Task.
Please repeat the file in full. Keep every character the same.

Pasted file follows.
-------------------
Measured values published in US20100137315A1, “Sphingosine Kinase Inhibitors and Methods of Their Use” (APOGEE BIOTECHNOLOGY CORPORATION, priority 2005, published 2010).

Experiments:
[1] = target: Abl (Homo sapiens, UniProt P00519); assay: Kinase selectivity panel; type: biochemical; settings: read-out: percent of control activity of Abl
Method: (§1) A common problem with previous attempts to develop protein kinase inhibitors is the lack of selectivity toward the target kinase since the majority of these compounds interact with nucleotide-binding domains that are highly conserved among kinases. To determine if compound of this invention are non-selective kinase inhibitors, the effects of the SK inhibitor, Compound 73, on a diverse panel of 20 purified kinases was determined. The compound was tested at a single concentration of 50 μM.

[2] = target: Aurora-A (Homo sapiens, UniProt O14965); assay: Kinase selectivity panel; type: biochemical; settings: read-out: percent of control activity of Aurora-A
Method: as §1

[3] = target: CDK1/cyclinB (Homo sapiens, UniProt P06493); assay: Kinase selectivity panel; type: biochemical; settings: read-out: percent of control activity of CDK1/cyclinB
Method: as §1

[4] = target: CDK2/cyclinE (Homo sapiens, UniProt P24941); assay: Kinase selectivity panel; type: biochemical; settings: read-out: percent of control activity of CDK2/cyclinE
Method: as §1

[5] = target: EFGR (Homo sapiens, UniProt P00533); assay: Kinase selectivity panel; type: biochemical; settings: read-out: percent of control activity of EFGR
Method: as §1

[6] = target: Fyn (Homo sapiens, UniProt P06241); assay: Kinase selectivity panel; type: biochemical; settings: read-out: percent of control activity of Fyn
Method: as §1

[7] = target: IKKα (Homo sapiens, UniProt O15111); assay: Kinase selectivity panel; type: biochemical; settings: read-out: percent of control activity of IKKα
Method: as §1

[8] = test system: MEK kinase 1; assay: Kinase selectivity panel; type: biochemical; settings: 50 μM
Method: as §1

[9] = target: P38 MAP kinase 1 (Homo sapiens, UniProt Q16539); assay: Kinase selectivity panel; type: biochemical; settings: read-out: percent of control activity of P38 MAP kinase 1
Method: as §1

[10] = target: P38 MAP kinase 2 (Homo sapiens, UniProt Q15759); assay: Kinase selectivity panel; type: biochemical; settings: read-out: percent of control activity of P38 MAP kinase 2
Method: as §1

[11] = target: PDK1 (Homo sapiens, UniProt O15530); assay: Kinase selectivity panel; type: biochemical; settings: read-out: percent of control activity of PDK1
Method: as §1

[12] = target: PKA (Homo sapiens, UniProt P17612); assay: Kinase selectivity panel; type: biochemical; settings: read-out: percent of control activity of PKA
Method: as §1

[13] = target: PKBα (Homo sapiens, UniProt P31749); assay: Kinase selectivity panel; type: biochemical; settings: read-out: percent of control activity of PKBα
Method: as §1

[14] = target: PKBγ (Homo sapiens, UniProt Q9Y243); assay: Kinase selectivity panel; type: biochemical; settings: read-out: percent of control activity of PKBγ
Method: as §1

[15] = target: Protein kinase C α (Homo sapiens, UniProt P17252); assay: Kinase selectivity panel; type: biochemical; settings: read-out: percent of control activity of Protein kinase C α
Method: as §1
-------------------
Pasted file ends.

Measured values published in US20100137315A1, “Sphingosine Kinase Inhibitors and Methods of Their Use” (APOGEE BIOTECHNOLOGY CORPORATION, priority 2005, published 2010).

Experiments:
[1] = target: Abl (Homo sapiens, UniProt P00519); assay: Kinase selectivity panel; type: biochemical; settings: read-out: percent of control activity of Abl
Method: (§1) A common problem with previous attempts to develop protein kinase inhibitors is the lack of selectivity toward the target kinase since the majority of these compounds interact with nucleotide-binding domains that are highly conserved among kinases. To determine if compound of this invention are non-selective kinase inhibitors, the effects of the SK inhibitor, Compound 73, on a diverse panel of 20 purified kinases was determined. The compound was tested at a single concentration of 50 μM.

[2] = target: Aurora-A (Homo sapiens, UniProt O14965); assay: Kinase selectivity panel; type: biochemical; settings: read-out: percent of control activity of Aurora-A
Method: as §1

[3] = target: CDK1/cyclinB (Homo sapiens, UniProt P06493); assay: Kinase selectivity panel; type: biochemical; settings: read-out: percent of control activity of CDK1/cyclinB
Method: as §1

[4] = target: CDK2/cyclinE (Homo sapiens, UniProt P24941); assay: Kinase selectivity panel; type: biochemical; settings: read-out: percent of control activity of CDK2/cyclinE
Method: as §1

[5] = target: EFGR (Homo sapiens, UniProt P00533); assay: Kinase selectivity panel; type: biochemical; settings: read-out: percent of control activity of EFGR
Method: as §1

[6] = target: Fyn (Homo sapiens, UniProt P06241); assay: Kinase selectivity panel; type: biochemical; settings: read-out: percent of control activity of Fyn
Method: as §1

[7] = target: IKKα (Homo sapiens, UniProt O15111); assay: Kinase selectivity panel; type: biochemical; settings: read-out: percent of control activity of IKKα
Method: as §1

[8] = test system: MEK kinase 1; assay: Kinase selectivity panel; type: biochemical; settings: 50 μM
Method: as §1

[9] = target: P38 MAP kinase 1 (Homo sapiens, UniProt Q16539); assay: Kinase selectivity panel; type: biochemical; settings: read-out: percent of control activity of P38 MAP kinase 1
Method: as §1

[10] = target: P38 MAP kinase 2 (Homo sapiens, UniProt Q15759); assay: Kinase selectivity panel; type: biochemical; settings: read-out: percent of control activity of P38 MAP kinase 2
Method: as §1

[11] = target: PDK1 (Homo sapiens, UniProt O15530); assay: Kinase selectivity panel; type: biochemical; settings: read-out: percent of control activity of PDK1
Method: as §1

[12] = target: PKA (Homo sapiens, UniProt P17612); assay: Kinase selectivity panel; type: biochemical; settings: read-out: percent of control activity of PKA
Method: as §1

[13] = target: PKBα (Homo sapiens, UniProt P31749); assay: Kinase selectivity panel; type: biochemical; settings: read-out: percent of control activity of PKBα
Method: as §1

[14] = target: PKBγ (Homo sapiens, UniProt Q9Y243); assay: Kinase selectivity panel; type: biochemical; settings: read-out: percent of control activity of PKBγ
Method: as §1

[15] = target: Protein kinase C α (Homo sapiens, UniProt P17252); assay: Kinase selectivity panel; type: biochemical; settings: read-out: percent of control activity of Protein kinase C α
Method: as §1